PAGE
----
Thanks for sharing, I’ll put it on my blog, it’ll be interesting to have this information

E.T. says:

Thanks for this post! I’m trying to get some values back to my database using these tips. Now it’s about if the user seeked forward or reversed, is there any way to go through it?

E.T. says:

I got it, this function shows how you retrieve information about whether a track is forwarded or rewinded:

$(“#jquery_jplayer_1″).bind($.jPlayer.event.seeked, function (event) {
// currentprogress gets the progression before the seek action
var currentprogress = ($(‘.jp-play-bar’).width() / $(‘.jp-seek-bar’).width() * 100);
var playerTime = Math.round(event.jPlayer.status.currentPercentAbsolute);
if (playerTime > currentprogress) {
//code that says it’s forwarded
}
else if (playerTime < currentprogress) {
//code that says it's rewinded
}
});

Sayf Sharif Sayf Sharif says:

Thanks ET!

Vincent says:

Hi,

Thank you so much for this !
I am using MP3-jPlayer plugin for wordpress (ie: http://sjward.org/jplayer-for-wordpress/) which is using the JP player. As you can imagine I would be more than happy to track it in in Google Analytics.

As it is using wordpress shortcode, would you have an idea where would I have to add the code you have suggested ?

Thank you so much for your help,
best,
Vincent

Sayf Sharif Sayf Sharif says:

Vincent,

I don’t specifically know the answer to your question. I would assume the plugin would be dynamically generating the code to place on the page, so step 2 would have you take the modifications we make to the code, and hunt in the plugin files for where that code is dynamically generated to put on the page, and modify it there. Unless it’s already adding the required naming conventions. In which case you could skip step 2 entirely.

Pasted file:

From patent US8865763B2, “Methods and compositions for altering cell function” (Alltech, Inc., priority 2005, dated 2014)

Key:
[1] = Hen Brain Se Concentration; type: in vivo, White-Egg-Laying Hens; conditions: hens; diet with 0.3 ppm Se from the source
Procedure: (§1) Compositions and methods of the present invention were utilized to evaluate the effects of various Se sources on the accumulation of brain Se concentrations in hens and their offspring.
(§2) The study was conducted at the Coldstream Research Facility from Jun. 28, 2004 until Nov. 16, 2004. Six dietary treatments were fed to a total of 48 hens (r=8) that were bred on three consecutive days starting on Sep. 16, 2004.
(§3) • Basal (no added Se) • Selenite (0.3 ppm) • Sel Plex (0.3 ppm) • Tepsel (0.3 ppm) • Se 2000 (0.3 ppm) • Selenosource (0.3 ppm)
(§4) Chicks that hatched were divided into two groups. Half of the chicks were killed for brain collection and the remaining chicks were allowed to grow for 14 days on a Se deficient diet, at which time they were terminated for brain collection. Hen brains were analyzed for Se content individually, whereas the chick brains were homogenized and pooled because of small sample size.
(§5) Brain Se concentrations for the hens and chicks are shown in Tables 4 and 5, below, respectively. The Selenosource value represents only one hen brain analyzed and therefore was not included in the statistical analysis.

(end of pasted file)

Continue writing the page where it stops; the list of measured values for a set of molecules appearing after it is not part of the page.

Step 3 then would need to occur on the page in the header somewhere inside script tags by itself, without the other setup code for jplayer.

It’s probably possible, but it’s going to require a little bit of trial and error on your part to get it working.

vincent says:

Sayf,

Thank you so much for this. I will try my best but as I am not at all a developer.. !
In case would you be interested to do that as a freelance work ?

Thanks,
Vincent

Sayf Sharif Sayf Sharif says:

Vincent,

I appreciate it but they keep me busy enough here! Good luck.

Sayf

Jamie Nazaroff says:

I’m interested in adding this to Jplayer using a shout cast stream (i.e.; a single stream, rather than multiple files). Any idea on how I can track the amount of time someone listens to the stream?

Sayf Sharif Sayf Sharif says:

Well, using Jplayer we’re pretty much limited to javascript. You can theoretically put a setinterval in the play area, tied to some sort of pause token that gets fired and stops the interval when someone hits stop or pause, etc.

That could at certain intervals fire an event to GA, and you could see time on the stream. You might be better off just acknowledging that your timing will be a little rough and recording time at specific intervals. How many made it to 10 seconds, 30 seconds, 1 minute, 5 minutes, etc. Most of your drop off is going to happen probably in the first minute or two, depending on the length, so you could have more events at the start to determine that, and then taper off.

My video.js post http://www.lunametrics.com/blog/2013/05/23/easily-track-videojs-google-analytics/ talks about aspects of timing using that player, but the same logic applies here.

Sylvester says:

I observed an instance where % completed was more than 50% viewed. Is there any explanation as to how that can occur?

Sayf Sharif Sayf Sharif says:

Could be alot of people skipped to a later point in the video and it ended without them ever viewing past the 50% point?